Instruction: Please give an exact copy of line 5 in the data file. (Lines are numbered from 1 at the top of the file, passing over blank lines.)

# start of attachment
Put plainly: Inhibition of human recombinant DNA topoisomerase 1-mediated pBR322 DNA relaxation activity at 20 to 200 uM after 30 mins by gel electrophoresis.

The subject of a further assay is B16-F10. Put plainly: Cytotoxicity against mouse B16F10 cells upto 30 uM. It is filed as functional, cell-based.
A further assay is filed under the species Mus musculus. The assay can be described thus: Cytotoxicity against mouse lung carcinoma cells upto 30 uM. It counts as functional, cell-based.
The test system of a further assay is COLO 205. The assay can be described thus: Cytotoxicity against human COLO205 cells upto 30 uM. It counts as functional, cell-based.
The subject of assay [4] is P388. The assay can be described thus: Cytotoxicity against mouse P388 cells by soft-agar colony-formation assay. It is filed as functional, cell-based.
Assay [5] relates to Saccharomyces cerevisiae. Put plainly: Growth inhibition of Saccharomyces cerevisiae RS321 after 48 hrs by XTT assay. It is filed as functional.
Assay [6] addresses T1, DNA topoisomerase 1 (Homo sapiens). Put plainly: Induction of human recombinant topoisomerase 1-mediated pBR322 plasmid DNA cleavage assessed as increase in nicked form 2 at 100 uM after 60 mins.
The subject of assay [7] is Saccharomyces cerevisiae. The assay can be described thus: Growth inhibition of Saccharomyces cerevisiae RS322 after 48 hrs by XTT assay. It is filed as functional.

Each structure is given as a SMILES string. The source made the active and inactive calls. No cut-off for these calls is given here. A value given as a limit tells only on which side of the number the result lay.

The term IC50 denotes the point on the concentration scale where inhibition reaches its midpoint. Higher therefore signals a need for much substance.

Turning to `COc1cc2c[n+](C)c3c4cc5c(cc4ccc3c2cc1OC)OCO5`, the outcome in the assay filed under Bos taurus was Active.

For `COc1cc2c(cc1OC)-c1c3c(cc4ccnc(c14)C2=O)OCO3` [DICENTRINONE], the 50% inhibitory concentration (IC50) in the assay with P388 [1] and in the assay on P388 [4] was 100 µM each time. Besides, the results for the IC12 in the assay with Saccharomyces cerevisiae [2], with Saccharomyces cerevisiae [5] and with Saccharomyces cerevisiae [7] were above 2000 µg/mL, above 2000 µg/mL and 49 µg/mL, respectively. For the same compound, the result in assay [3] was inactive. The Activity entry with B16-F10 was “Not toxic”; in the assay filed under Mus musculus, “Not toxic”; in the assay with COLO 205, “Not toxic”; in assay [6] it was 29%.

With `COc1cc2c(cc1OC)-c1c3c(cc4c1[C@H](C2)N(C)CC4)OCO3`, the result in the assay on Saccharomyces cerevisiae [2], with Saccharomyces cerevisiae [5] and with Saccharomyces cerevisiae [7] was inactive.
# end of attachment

The subject of assay [4] is P388. The assay can be described thus: Cytotoxicity against mouse P388 cells by soft-agar colony-formation assay. It is filed as functional, cell-based.